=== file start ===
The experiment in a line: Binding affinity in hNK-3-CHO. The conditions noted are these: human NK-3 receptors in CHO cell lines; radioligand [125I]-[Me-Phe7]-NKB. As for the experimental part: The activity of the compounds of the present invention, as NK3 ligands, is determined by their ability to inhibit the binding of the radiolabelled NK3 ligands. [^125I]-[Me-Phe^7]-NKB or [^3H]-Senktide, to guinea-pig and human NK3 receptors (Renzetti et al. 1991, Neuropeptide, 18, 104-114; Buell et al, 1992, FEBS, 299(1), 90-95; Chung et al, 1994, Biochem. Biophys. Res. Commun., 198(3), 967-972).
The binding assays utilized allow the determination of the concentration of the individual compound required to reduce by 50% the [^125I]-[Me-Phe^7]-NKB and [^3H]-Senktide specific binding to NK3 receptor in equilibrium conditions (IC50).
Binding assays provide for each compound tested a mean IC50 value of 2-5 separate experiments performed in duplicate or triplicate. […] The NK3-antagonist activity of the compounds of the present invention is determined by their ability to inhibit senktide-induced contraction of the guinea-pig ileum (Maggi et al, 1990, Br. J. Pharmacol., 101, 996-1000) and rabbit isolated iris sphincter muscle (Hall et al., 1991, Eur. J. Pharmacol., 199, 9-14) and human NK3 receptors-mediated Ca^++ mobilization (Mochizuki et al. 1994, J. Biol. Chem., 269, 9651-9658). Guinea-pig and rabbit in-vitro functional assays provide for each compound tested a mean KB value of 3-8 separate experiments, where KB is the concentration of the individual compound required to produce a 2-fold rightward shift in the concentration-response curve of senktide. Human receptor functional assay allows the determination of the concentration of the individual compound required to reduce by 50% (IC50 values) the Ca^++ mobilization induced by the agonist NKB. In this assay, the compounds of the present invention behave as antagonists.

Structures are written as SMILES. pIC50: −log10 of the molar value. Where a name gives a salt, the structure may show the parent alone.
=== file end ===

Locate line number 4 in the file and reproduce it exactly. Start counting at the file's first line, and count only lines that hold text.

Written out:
Structures are written as SMILES. pIC50: −log10 of the molar value. Where a name gives a salt, the structure may show the parent alone.